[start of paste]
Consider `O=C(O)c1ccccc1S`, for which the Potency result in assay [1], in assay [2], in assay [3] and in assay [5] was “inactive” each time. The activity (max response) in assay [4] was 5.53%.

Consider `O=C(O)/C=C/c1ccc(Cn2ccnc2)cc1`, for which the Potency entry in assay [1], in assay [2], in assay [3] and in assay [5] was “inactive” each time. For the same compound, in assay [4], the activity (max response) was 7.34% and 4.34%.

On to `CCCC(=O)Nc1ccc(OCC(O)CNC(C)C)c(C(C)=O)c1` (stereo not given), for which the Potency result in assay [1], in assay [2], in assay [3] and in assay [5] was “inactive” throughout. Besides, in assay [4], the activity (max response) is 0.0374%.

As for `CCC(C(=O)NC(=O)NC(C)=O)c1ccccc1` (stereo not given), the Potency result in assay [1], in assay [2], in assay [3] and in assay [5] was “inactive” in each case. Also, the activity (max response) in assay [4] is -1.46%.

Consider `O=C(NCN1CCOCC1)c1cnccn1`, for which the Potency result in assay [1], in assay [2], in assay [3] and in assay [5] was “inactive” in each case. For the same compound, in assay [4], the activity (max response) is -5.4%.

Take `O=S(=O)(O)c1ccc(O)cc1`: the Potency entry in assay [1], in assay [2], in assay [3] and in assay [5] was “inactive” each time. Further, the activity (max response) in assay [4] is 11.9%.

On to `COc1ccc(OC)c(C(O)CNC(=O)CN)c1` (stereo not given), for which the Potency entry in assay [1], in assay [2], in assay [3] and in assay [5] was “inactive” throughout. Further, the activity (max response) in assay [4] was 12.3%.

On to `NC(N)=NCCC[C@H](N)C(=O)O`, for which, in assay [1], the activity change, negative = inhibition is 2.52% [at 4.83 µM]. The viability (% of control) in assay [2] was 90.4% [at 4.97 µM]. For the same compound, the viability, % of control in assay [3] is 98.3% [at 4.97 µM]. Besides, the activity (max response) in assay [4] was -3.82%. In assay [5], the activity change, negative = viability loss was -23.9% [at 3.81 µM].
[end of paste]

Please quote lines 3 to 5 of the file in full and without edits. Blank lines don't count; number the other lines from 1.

On to `CCCC(=O)Nc1ccc(OCC(O)CNC(C)C)c(C(C)=O)c1` (stereo not given), for which the Potency result in assay [1], in assay [2], in assay [3] and in assay [5] was “inactive” throughout. Besides, in assay [4], the activity (max response) is 0.0374%.

As for `CCC(C(=O)NC(=O)NC(C)=O)c1ccccc1` (stereo not given), the Potency result in assay [1], in assay [2], in assay [3] and in assay [5] was “inactive” in each case. Also, the activity (max response) in assay [4] is -1.46%.

Consider `O=C(NCN1CCOCC1)c1cnccn1`, for which the Potency result in assay [1], in assay [2], in assay [3] and in assay [5] was “inactive” in each case. For the same compound, in assay [4], the activity (max response) is -5.4%.